- Hospitals lift visitor age restrictions as number of flu cases decreases
- Winnebago County sheriff names chief deputy
- URGENT: Four votes and we could lose on Keystone
- Guest Column: Housing Authority CEO: Time to unify behind quality living
- Rockford police investigate 17th Street murder
- Clean water under attack in the U.S. Congress
- Man faces charges following attempted armed robbery
- Discovery Center experiences record public attendance
- Pet Talk: Probiotics for your pets
- Illinois home prices climb 3.7 percent in December
May sales up 32.7 percent over last year
From press release
Even as federal tax credits expired at the end of April, the number of houses and condominiums sold by members of Rockford Area Realtors surged again in May to their highest level for the year.
In May, Realtors sold 414 properties, up nearly 33 percent from 312 sold in May 2009, and 6.4 percent higher than the month of April this year, when 389 properties were sold.
This was the fourth straight month of significant year-on-year increases, the highest monthly total of the year and the highest monthly total dating back to July 2009.
“Following the expiration of the tax credit, we expected and saw significant sales heading into the spring home-buying season,” said Steve Bois, CEO of Rockford Area Realtors. “With mortgage interest rates at record lows, affordable prices and new listings coming on the market, the growing housing market presents noteworthy opportunities for buyers and sellers.”
The three-month rolling average price climbed 1.9 percent from $113,216 in April to $115,396 in May this year. And pending home sales, a forward-looking indicator based on contracts signed in May, is higher than April, indicating a continuing strong market.
Falling interest rates seem to be fueling the current market. “Interest rates dropped from April to May, and with interest rates around 5 percent and home prices down from two years ago, this may be the single-best time in this country’s history to buy property,” Bois said. “But, interest rates are predicted to increase soon, and when rates go up, they may go up quickly and dramatically. Over the last six years, when interest rates spike, they have gone up as high as 2 percent.”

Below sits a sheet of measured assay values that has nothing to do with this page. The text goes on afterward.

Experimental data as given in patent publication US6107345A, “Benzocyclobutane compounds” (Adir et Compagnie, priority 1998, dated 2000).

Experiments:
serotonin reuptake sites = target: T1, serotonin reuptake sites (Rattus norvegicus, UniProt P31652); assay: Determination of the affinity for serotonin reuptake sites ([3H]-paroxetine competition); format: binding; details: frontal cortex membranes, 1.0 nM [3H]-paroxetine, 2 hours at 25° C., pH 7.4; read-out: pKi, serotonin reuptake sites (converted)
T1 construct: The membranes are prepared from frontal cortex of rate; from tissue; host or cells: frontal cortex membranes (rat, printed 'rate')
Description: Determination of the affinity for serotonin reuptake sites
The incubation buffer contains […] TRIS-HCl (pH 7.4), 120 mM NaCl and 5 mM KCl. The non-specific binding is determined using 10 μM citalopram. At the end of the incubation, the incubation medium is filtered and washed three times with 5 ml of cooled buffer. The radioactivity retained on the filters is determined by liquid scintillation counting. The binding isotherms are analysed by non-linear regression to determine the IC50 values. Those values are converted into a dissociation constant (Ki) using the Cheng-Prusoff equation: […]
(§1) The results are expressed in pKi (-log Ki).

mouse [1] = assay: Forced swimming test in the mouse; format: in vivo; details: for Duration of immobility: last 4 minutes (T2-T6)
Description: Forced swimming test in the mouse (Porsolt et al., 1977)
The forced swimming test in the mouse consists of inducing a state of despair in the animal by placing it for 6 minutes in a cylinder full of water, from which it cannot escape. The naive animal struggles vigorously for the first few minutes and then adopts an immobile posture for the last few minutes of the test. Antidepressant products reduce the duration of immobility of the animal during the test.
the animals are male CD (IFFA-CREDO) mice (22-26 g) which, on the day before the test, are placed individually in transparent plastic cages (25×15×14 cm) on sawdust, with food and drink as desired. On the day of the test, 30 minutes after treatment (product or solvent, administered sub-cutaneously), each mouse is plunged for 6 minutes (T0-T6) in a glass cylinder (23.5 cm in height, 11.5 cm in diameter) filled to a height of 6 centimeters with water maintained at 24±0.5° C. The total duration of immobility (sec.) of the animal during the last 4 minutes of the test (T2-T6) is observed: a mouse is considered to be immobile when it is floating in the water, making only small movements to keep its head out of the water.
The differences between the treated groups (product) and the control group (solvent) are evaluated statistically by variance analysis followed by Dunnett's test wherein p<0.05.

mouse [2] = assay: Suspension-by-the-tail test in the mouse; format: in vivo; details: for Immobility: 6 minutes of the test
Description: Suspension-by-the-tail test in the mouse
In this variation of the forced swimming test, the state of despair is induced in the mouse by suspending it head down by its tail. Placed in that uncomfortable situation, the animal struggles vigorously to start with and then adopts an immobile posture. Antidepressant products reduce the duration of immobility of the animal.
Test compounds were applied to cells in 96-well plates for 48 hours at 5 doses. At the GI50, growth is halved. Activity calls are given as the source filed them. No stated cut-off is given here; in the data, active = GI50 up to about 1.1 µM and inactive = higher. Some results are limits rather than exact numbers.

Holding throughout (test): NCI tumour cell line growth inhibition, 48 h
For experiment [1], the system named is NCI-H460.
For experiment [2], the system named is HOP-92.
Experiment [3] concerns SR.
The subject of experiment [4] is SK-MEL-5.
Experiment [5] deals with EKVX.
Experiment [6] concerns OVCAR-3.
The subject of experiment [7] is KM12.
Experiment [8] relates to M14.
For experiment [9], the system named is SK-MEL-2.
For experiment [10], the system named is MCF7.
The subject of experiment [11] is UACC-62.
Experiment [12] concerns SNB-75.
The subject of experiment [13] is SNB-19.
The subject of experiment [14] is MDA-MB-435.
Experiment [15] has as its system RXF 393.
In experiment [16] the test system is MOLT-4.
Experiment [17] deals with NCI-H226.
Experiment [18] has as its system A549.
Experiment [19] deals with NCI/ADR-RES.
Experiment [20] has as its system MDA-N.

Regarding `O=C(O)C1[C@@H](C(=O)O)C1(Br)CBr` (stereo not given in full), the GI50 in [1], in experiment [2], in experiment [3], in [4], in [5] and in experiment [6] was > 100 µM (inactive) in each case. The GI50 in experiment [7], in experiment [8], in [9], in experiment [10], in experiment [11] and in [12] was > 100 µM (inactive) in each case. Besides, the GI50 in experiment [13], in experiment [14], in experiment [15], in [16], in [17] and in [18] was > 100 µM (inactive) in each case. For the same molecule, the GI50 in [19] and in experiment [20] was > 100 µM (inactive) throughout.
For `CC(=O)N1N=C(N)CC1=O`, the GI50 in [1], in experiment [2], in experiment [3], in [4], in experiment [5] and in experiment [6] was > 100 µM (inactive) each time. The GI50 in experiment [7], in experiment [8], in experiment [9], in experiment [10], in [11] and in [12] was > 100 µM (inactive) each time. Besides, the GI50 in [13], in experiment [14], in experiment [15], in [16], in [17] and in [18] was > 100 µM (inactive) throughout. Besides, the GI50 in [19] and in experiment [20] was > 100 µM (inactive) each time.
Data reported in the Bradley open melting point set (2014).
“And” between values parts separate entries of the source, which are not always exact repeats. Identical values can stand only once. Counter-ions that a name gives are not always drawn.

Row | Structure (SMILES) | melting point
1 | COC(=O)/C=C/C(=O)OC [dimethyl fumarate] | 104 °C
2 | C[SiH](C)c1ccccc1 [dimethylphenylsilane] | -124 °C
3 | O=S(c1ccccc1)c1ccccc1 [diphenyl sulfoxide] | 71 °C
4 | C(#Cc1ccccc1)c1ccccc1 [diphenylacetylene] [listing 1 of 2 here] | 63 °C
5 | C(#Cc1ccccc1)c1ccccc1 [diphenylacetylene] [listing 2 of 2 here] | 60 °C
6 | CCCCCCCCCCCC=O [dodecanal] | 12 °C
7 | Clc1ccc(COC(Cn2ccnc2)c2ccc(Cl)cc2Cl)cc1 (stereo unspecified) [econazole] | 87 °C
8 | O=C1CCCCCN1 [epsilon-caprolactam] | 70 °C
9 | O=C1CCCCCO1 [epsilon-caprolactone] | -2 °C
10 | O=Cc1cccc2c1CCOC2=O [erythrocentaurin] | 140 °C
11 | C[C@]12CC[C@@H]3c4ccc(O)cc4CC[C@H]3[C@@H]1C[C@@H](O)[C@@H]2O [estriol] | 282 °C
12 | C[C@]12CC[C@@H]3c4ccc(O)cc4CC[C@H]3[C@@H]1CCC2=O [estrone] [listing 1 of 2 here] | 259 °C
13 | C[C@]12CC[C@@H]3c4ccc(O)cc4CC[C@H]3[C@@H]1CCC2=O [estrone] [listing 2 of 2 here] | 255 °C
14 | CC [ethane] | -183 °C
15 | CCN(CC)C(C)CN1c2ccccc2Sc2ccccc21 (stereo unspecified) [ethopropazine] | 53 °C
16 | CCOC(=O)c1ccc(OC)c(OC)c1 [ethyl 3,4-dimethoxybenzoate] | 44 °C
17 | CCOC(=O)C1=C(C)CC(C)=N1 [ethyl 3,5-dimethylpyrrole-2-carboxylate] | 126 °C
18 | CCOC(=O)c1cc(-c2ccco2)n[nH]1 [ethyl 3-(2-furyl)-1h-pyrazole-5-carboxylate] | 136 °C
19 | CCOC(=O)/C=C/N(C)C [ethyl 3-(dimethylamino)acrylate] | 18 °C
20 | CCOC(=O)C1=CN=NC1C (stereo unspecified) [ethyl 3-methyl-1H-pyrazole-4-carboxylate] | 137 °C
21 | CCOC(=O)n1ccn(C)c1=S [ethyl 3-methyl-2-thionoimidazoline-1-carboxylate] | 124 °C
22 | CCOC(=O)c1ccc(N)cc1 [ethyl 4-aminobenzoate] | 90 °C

And for sellers, conditions are improving, as buyers return to the market. A recent Fannie Mae survey of Americans found two-thirds of adults (65 percent) still prefer owning a home, despite the housing downturn and challenging economic environment.
“Indicators show that housing continues to be a great long-term investment in the Rockford area,” Bois said. “Those who bought early in the boom still saw positive home equity, even through the recession.”
Bois said over the last decade (Jan. 1, 2000, to Dec. 31, 2009), Rockford real estate showed an 18.4 percent return, compared to a 5.6 percent drop in the Dow, a 20.9 percent drop in Standard & Poor’s, and a 43.9 percent fall in the NASDAQ.
According to statistics by the National Association of Realtors, Rockford housing equity fared much better than the national average over the last seven years. From 2003 to 2009, the average Rockford home gained $22,100 in equity versus a drop of $47,600 in the equity of an average U.S home.
From the June 9-15, 2010 issue